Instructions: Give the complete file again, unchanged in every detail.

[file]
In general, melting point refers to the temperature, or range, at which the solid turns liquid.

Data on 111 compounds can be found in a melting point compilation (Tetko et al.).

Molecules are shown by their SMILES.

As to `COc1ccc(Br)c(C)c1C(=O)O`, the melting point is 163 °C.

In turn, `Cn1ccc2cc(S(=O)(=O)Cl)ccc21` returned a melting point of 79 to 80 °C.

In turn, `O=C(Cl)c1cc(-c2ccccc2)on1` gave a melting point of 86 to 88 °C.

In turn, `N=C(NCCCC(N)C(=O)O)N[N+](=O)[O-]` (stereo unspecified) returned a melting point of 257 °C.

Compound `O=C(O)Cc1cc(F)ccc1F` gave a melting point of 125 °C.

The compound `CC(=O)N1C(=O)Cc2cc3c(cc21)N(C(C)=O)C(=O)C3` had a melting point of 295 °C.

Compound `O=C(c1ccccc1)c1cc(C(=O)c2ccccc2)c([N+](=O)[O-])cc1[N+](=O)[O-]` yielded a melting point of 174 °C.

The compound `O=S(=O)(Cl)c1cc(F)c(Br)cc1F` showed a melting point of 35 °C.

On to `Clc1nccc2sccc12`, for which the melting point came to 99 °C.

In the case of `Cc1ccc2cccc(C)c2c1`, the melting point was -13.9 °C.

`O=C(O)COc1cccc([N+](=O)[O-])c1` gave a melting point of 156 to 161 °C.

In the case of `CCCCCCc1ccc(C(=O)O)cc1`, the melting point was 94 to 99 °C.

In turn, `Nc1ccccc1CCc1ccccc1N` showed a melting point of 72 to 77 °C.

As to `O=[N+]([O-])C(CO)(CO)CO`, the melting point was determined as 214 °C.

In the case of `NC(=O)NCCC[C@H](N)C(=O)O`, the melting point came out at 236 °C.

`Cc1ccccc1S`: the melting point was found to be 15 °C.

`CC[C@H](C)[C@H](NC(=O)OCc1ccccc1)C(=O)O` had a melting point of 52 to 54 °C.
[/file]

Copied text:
In general, melting point refers to the temperature, or range, at which the solid turns liquid.

Data on 111 compounds can be found in a melting point compilation (Tetko et al.).

Molecules are shown by their SMILES.

As to `COc1ccc(Br)c(C)c1C(=O)O`, the melting point is 163 °C.

In turn, `Cn1ccc2cc(S(=O)(=O)Cl)ccc21` returned a melting point of 79 to 80 °C.

In turn, `O=C(Cl)c1cc(-c2ccccc2)on1` gave a melting point of 86 to 88 °C.

In turn, `N=C(NCCCC(N)C(=O)O)N[N+](=O)[O-]` (stereo unspecified) returned a melting point of 257 °C.

Compound `O=C(O)Cc1cc(F)ccc1F` gave a melting point of 125 °C.

The compound `CC(=O)N1C(=O)Cc2cc3c(cc21)N(C(C)=O)C(=O)C3` had a melting point of 295 °C.

Compound `O=C(c1ccccc1)c1cc(C(=O)c2ccccc2)c([N+](=O)[O-])cc1[N+](=O)[O-]` yielded a melting point of 174 °C.

The compound `O=S(=O)(Cl)c1cc(F)c(Br)cc1F` showed a melting point of 35 °C.

On to `Clc1nccc2sccc12`, for which the melting point came to 99 °C.

In the case of `Cc1ccc2cccc(C)c2c1`, the melting point was -13.9 °C.

`O=C(O)COc1cccc([N+](=O)[O-])c1` gave a melting point of 156 to 161 °C.

In the case of `CCCCCCc1ccc(C(=O)O)cc1`, the melting point was 94 to 99 °C.

In turn, `Nc1ccccc1CCc1ccccc1N` showed a melting point of 72 to 77 °C.

As to `O=[N+]([O-])C(CO)(CO)CO`, the melting point was determined as 214 °C.

In the case of `NC(=O)NCCC[C@H](N)C(=O)O`, the melting point came out at 236 °C.

`Cc1ccccc1S`: the melting point was found to be 15 °C.

`CC[C@H](C)[C@H](NC(=O)OCc1ccccc1)C(=O)O` had a melting point of 52 to 54 °C.